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Keeping Elderly Safe at Home: Helping Seniors Live at Home Longer

With help from home care providers and preventative measures, seniors can now live at home longer. However, it is important to be aware and prepared for all the potential dangers seniors are at risk for living independently. If you and your aging loved ones take the appropriate safety steps, keeping elderly at home is now feasible and you can reduce the chances of accidents or injuries.


Start by conducting a review and assessment of the home environment

The best way to avoid accidents is by closely examining your aging loved one’s living situation. Look for any potential hazardous situations.

Falls and fires pose the biggest risks for seniors. On average 1 in 3 individuals over the age of 65 will fall at least once. The amount of fall related accidents rose significantly in the last years. Falls make it harder to get around and greatly limit the ability for elderly to live independently.

Remove Clutter

Disorderliness such as electrical cords laying around, things on the floor, loose rugs, space heaters, etc. make for excellent obstacles or hazards around the house. Clutter can easily lead to house fires.

Other things to remember:

  • Secure all scatter or loose rugs by taping or tacking down
  • Remove electrical or telephone cords out of the way
  • Clear traffic areas from any obstructions
  • Measure walking aids and make sure they’re easily mobile in the home

Continue to do ongoing inspections

Never stop observing your elderly loved ones. Constantly assess their living arrangements and be on the prowl for unsafe situations. Encourage safe practices and use of safety equipment.


General Safety Tips

  • Consider a medical alert system
  • Check for unstable rails or stairs inside and outside of the house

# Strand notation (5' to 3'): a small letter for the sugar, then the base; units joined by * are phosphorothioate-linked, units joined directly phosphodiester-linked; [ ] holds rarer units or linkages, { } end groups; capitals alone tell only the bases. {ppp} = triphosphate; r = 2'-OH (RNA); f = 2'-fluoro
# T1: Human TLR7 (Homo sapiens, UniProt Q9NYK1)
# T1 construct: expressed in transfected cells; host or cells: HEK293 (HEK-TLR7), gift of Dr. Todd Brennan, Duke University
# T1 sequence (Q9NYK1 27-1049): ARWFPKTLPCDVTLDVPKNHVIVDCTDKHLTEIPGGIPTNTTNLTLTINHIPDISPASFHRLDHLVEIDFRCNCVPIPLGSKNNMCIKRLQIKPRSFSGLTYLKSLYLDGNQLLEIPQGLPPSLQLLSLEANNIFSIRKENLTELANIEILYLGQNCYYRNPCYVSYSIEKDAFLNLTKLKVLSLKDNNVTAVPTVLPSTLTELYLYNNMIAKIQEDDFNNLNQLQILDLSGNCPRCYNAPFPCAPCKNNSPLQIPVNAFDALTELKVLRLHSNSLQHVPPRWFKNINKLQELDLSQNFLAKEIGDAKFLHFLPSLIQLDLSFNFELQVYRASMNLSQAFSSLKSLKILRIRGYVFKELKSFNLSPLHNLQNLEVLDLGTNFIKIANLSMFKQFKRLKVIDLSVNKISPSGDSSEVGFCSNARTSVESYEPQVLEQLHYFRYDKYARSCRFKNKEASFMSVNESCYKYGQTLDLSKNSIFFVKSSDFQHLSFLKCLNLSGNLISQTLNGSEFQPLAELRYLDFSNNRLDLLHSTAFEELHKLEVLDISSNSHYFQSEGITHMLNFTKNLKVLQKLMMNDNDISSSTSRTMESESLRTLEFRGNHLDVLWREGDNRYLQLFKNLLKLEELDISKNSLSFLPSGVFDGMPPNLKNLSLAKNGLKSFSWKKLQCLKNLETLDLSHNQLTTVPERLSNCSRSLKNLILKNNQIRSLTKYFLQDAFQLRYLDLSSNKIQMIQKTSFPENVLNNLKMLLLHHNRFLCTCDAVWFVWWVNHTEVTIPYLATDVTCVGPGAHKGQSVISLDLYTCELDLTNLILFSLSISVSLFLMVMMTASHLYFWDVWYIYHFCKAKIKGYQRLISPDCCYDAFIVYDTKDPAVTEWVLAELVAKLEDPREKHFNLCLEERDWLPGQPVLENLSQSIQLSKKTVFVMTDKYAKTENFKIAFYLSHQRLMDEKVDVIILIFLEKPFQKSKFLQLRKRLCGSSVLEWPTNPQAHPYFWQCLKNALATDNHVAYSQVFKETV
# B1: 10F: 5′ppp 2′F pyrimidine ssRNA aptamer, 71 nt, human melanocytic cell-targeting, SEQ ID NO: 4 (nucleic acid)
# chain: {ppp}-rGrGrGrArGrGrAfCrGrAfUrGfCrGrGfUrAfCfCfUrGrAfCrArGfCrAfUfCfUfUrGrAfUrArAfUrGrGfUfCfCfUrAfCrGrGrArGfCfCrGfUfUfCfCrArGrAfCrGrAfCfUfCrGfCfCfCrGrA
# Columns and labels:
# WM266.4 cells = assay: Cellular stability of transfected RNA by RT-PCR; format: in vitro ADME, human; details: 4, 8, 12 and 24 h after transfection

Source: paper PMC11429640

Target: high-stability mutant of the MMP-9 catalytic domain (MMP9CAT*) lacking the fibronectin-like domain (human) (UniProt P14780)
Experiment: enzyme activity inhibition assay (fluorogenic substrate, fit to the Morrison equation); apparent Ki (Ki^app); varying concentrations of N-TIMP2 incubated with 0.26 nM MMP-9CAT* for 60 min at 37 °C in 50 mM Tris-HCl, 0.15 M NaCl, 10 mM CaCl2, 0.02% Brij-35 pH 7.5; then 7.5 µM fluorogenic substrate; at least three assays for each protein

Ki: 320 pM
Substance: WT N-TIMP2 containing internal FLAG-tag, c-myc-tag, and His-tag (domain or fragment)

• Make sure entries and sidewalks are safe and in good repair
  • Clearly mark hand rails and steps with bright or contrasting colored tape
  • Have a fire extinguisher and smoke detector accessible and on every floor
  • Make sure shoes and clothes are properly fitted
  • Avoid slippery surfaces and wipe spills quickly
  • If stairs are a burden, consider purchasing a stairlift
  • Install motion sensor lighting
  • Make sure rooms and especially stair cases have plenty of ample lighting
  • Keep areas sanitary and disinfected
  • Install door locks and child-proof electrical plugs and latches

Bathroom Safety bathroom-safety-for-the-elderly

  • Use recommended bath aids like a chair for the toilet and shower, handheld shower head, and grab bars for inside and out of the shower
  • Make sure the shower or tub is non-slip with a bath mat
  • Make sure hot and cold faucets are clearly marked
  • Set water heater to 120 degrees Fahrenheit to avoid scalding

Kitchen Safety

  • Keep floors clean from clutter or spills
  • Store heavier objects at waist level
  • Make sure food is rotated regularly and expired goods are tossed
  • Clearly mark “on” / “off” switches on appliances with bright colors
  • Keep sharp knives in a rack
  • Separate hazardous items from food
  • Equip appliances with automatic shut off features

Prescription Safetyprescription-safety-for-seniors

  • Review your aged one’s medicines constantly and consult with a doctor or pharmacist when new medication is prescribed
  • Read the labels before taking and ask a professional if you have any questions
  • Clearly label all prescription drugs
  • Monitor medicines are being taken when required and in the correct dose
  • Dispose of any old or expired medicines
  • Never share medicines or borrow
  • Store medicines in a dispenser to keep track of

When it comes to the elderly and our health in general, it is always better to be safe than sorry. We found this safety checklist from A Place for Mom particularly useful.